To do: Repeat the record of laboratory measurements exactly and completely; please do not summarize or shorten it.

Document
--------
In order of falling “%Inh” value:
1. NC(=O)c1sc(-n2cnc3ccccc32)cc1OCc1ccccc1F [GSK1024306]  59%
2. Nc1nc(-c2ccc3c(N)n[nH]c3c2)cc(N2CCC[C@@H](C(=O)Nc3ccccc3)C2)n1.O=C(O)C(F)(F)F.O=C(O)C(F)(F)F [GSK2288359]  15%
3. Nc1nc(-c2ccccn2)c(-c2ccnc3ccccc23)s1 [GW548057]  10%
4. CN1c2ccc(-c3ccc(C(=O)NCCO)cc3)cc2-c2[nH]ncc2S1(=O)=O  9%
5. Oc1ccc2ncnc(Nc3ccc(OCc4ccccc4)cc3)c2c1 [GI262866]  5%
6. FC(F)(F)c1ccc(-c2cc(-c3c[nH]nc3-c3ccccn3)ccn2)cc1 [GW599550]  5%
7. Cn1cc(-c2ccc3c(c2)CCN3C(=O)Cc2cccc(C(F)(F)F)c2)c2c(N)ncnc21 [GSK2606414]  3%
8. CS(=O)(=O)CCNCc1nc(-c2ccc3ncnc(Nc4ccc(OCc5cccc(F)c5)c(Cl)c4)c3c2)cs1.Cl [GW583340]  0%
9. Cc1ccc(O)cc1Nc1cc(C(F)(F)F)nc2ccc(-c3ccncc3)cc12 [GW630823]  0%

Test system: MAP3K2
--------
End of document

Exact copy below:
In order of falling “%Inh” value:
1. NC(=O)c1sc(-n2cnc3ccccc32)cc1OCc1ccccc1F [GSK1024306]  59%
2. Nc1nc(-c2ccc3c(N)n[nH]c3c2)cc(N2CCC[C@@H](C(=O)Nc3ccccc3)C2)n1.O=C(O)C(F)(F)F.O=C(O)C(F)(F)F [GSK2288359]  15%
3. Nc1nc(-c2ccccn2)c(-c2ccnc3ccccc23)s1 [GW548057]  10%
4. CN1c2ccc(-c3ccc(C(=O)NCCO)cc3)cc2-c2[nH]ncc2S1(=O)=O  9%
5. Oc1ccc2ncnc(Nc3ccc(OCc4ccccc4)cc3)c2c1 [GI262866]  5%
6. FC(F)(F)c1ccc(-c2cc(-c3c[nH]nc3-c3ccccn3)ccn2)cc1 [GW599550]  5%
7. Cn1cc(-c2ccc3c(c2)CCN3C(=O)Cc2cccc(C(F)(F)F)c2)c2c(N)ncnc21 [GSK2606414]  3%
8. CS(=O)(=O)CCNCc1nc(-c2ccc3ncnc(Nc4ccc(OCc5cccc(F)c5)c(Cl)c4)c3c2)cs1.Cl [GW583340]  0%
9. Cc1ccc(O)cc1Nc1cc(C(F)(F)F)nc2ccc(-c3ccncc3)cc12 [GW630823]  0%

Test system: MAP3K2